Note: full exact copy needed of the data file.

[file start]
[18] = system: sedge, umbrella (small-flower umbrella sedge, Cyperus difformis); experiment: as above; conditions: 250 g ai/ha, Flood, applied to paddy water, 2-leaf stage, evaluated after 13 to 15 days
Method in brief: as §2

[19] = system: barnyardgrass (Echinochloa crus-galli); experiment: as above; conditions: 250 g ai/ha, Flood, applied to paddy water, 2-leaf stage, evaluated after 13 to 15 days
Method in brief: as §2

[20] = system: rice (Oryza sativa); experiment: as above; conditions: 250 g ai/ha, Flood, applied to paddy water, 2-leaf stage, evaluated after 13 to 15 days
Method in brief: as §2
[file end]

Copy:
[18] = system: sedge, umbrella (small-flower umbrella sedge, Cyperus difformis); experiment: as above; conditions: 250 g ai/ha, Flood, applied to paddy water, 2-leaf stage, evaluated after 13 to 15 days
Method in brief: as §2

[19] = system: barnyardgrass (Echinochloa crus-galli); experiment: as above; conditions: 250 g ai/ha, Flood, applied to paddy water, 2-leaf stage, evaluated after 13 to 15 days
Method in brief: as §2

[20] = system: rice (Oryza sativa); experiment: as above; conditions: 250 g ai/ha, Flood, applied to paddy water, 2-leaf stage, evaluated after 13 to 15 days
Method in brief: as §2